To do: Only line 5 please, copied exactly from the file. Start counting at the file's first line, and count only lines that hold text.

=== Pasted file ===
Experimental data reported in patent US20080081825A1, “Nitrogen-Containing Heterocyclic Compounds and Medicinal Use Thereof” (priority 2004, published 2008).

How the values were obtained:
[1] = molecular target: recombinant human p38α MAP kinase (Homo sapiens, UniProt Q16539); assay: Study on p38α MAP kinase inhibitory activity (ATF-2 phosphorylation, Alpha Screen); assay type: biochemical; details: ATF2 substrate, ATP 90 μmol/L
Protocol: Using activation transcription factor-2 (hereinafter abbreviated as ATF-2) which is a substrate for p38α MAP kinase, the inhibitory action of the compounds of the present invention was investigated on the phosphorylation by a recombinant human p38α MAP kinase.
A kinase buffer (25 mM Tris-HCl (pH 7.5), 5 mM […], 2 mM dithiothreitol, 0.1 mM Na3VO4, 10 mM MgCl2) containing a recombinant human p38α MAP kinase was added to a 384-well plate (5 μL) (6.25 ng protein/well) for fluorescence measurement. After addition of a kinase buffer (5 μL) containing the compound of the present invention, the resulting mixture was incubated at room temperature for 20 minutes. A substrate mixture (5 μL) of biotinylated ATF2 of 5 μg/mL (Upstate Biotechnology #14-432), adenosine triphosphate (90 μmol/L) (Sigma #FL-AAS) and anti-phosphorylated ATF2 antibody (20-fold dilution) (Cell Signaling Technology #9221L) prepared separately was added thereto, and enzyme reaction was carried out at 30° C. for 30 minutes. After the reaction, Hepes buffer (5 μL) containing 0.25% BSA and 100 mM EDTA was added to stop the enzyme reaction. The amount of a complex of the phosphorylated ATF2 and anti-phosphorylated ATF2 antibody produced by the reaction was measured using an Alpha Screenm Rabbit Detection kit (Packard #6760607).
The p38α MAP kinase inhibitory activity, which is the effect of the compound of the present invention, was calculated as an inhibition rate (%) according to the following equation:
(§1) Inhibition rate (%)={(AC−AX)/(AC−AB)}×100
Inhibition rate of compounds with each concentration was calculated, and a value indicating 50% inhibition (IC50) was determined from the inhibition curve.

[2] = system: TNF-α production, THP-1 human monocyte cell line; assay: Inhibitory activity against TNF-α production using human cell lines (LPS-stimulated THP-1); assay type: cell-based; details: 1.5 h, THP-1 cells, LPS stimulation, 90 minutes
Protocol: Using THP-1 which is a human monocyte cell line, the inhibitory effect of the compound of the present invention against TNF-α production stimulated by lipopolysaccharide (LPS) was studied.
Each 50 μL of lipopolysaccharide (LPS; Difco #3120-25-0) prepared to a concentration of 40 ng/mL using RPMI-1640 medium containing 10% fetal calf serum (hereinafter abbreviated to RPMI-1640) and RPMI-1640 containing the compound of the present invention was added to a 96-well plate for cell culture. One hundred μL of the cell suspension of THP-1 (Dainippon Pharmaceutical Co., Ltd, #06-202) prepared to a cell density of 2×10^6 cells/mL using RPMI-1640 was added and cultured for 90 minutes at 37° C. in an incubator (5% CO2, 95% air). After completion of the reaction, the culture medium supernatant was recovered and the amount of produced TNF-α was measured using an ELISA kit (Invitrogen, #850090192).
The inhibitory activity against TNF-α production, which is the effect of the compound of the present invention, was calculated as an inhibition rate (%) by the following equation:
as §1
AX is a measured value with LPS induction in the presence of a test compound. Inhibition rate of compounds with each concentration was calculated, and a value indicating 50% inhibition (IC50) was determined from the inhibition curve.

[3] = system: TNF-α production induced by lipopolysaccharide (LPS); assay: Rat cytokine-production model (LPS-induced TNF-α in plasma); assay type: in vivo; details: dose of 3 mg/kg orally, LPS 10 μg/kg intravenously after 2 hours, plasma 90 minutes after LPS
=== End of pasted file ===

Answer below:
A kinase buffer (25 mM Tris-HCl (pH 7.5), 5 mM […], 2 mM dithiothreitol, 0.1 mM Na3VO4, 10 mM MgCl2) containing a recombinant human p38α MAP kinase was added to a 384-well plate (5 μL) (6.25 ng protein/well) for fluorescence measurement. After addition of a kinase buffer (5 μL) containing the compound of the present invention, the resulting mixture was incubated at room temperature for 20 minutes. A substrate mixture (5 μL) of biotinylated ATF2 of 5 μg/mL (Upstate Biotechnology #14-432), adenosine triphosphate (90 μmol/L) (Sigma #FL-AAS) and anti-phosphorylated ATF2 antibody (20-fold dilution) (Cell Signaling Technology #9221L) prepared separately was added thereto, and enzyme reaction was carried out at 30° C. for 30 minutes. After the reaction, Hepes buffer (5 μL) containing 0.25% BSA and 100 mM EDTA was added to stop the enzyme reaction. The amount of a complex of the phosphorylated ATF2 and anti-phosphorylated ATF2 antibody produced by the reaction was measured using an Alpha Screenm Rabbit Detection kit (Packard #6760607).